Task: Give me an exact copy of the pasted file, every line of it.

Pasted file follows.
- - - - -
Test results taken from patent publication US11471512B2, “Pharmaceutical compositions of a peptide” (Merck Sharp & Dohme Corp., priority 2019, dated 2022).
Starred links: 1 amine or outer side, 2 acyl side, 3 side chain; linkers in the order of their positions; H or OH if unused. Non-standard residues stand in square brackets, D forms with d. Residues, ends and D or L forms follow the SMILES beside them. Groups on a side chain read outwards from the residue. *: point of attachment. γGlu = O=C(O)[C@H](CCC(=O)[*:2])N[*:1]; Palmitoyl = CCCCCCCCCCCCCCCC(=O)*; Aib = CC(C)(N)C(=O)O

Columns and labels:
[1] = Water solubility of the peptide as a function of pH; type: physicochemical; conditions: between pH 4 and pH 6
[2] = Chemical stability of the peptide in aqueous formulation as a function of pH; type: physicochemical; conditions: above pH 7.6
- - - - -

Test results taken from patent publication US11471512B2, “Pharmaceutical compositions of a peptide” (Merck Sharp & Dohme Corp., priority 2019, dated 2022).
Starred links: 1 amine or outer side, 2 acyl side, 3 side chain; linkers in the order of their positions; H or OH if unused. Non-standard residues stand in square brackets, D forms with d. Residues, ends and D or L forms follow the SMILES beside them. Groups on a side chain read outwards from the residue. *: point of attachment. γGlu = O=C(O)[C@H](CCC(=O)[*:2])N[*:1]; Palmitoyl = CCCCCCCCCCCCCCCC(=O)*; Aib = CC(C)(N)C(=O)O

Columns and labels:
[1] = Water solubility of the peptide as a function of pH; type: physicochemical; conditions: between pH 4 and pH 6
[2] = Chemical stability of the peptide in aqueous formulation as a function of pH; type: physicochemical; conditions: above pH 7.6